The Dynamics of Change in Governance and Local Development
Call for Proposals:
Governance is often an evolving process. Authorities and institutions evolve over time, affecting one another and reshaping development outcomes. Even in the absence of external shocks, governance and development are complex, dynamic processes that require cross-temporal analysis. The last few years have been full of newly emerging, macro-level challenges –migration, Covid-19, the rise of populist executives, climate change, and conflict – with the potential to radically alter how governance works at the local level.
GLD aims to bring together a global community of scholars to examine changes in governance and local development over time. We seek research-based papers that shed light on changes in the strength of state vs. non-state authorities, center-periphery relations, and the degree to which institutions are formal (e.g., citizen-state relations can be altered or evolved, with individuals’ notions of citizenship or belonging in various communities being reconceived over time. We also welcome papers that explore how governance dynamics at the local/subnational level have changed, adapted, or interacted due to new challenges/shocks, as well as how connections between local politics and national and/or transnational dynamics (e.g., migration, climate change) can interact to produce disruptions, either suddenly or gradually. Finally, we invite scholars to consider the underlying mechanisms of change, ranging from learning (or policy transfer/diffusion) to structural change responses.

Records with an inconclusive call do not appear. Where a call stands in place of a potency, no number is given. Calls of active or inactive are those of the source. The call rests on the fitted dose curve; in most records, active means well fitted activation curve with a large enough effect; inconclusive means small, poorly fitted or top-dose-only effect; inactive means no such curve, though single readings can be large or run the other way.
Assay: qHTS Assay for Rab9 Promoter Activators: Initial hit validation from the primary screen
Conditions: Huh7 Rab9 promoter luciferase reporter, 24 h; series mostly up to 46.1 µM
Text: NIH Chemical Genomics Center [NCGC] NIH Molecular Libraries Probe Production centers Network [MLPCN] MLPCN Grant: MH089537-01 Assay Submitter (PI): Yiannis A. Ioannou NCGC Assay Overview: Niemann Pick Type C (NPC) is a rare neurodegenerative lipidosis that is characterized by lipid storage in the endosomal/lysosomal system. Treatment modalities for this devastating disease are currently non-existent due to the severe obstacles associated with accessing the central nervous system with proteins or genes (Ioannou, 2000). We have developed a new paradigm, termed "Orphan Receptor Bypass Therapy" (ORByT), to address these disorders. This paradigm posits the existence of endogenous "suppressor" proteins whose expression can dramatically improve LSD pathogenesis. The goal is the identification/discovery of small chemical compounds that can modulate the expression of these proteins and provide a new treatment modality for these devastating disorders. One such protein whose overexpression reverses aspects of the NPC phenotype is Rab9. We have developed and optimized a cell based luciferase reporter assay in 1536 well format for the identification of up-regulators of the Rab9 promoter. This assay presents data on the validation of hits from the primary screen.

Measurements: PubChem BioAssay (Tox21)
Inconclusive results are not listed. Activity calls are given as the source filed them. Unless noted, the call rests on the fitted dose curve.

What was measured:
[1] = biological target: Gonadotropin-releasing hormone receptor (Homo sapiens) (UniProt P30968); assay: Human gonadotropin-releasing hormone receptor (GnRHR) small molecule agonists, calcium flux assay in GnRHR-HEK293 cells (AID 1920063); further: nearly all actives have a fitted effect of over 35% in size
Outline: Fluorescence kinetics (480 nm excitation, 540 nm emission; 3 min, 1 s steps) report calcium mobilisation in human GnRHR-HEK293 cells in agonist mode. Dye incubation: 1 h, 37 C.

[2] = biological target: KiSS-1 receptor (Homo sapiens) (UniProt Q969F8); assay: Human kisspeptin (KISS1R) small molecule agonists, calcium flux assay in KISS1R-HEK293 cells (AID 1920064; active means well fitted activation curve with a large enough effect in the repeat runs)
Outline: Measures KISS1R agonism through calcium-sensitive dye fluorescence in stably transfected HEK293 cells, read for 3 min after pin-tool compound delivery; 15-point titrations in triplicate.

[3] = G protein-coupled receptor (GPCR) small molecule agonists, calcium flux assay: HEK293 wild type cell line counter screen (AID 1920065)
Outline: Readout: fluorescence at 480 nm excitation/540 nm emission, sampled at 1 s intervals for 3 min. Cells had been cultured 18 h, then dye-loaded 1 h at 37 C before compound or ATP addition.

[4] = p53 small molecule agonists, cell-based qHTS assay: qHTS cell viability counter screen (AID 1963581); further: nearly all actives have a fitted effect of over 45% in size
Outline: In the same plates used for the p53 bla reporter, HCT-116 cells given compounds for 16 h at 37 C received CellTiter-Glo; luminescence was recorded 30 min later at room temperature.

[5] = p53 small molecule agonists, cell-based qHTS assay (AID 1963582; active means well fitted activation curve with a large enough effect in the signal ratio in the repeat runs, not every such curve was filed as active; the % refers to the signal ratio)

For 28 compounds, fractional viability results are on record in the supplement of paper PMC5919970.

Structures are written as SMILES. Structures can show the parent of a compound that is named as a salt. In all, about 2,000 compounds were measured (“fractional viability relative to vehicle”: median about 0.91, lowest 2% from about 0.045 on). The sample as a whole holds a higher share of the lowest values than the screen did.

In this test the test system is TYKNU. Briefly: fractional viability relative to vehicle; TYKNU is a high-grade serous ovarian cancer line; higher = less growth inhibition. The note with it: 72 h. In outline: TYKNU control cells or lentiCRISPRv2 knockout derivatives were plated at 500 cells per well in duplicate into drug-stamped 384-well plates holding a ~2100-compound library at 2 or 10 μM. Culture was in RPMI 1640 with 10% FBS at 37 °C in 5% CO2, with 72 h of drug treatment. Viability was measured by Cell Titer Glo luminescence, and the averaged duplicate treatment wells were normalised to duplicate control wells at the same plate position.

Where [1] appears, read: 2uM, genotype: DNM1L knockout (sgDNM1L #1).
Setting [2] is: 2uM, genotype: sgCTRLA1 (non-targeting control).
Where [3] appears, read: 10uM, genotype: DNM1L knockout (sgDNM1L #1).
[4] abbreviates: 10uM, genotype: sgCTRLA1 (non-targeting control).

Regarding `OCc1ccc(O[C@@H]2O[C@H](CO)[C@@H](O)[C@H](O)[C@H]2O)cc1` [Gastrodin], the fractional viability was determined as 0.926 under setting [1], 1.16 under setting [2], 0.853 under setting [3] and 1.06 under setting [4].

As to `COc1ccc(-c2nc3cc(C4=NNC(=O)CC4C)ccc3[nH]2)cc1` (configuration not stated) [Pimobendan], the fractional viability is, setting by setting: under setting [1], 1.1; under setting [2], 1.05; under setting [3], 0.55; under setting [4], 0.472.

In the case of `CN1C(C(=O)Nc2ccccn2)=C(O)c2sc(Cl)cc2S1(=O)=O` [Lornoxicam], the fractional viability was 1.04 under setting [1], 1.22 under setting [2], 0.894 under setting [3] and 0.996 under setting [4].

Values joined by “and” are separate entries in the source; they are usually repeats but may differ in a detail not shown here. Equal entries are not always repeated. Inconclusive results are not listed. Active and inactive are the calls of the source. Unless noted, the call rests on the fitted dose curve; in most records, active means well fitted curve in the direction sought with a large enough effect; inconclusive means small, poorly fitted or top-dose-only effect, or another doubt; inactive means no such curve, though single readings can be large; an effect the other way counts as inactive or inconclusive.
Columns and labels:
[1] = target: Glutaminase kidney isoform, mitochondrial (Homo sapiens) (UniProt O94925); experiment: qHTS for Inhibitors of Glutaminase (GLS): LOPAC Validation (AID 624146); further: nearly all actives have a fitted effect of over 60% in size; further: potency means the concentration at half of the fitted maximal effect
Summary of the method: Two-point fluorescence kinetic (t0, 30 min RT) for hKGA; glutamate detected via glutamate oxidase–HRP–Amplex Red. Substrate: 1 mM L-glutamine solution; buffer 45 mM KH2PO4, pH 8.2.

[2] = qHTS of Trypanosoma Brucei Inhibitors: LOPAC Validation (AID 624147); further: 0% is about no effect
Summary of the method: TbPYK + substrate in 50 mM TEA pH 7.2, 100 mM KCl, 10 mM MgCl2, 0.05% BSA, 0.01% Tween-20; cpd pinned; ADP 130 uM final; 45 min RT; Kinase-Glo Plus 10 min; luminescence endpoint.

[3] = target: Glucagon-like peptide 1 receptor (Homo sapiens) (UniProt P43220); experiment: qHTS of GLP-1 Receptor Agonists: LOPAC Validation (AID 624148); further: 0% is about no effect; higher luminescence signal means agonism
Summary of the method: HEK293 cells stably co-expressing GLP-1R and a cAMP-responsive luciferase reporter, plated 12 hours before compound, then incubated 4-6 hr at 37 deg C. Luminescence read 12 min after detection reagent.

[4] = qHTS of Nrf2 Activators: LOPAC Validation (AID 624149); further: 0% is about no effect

Proposals are due by October 10, 2023, 11:59 pm CET. Invitations to participate will be sent in December.
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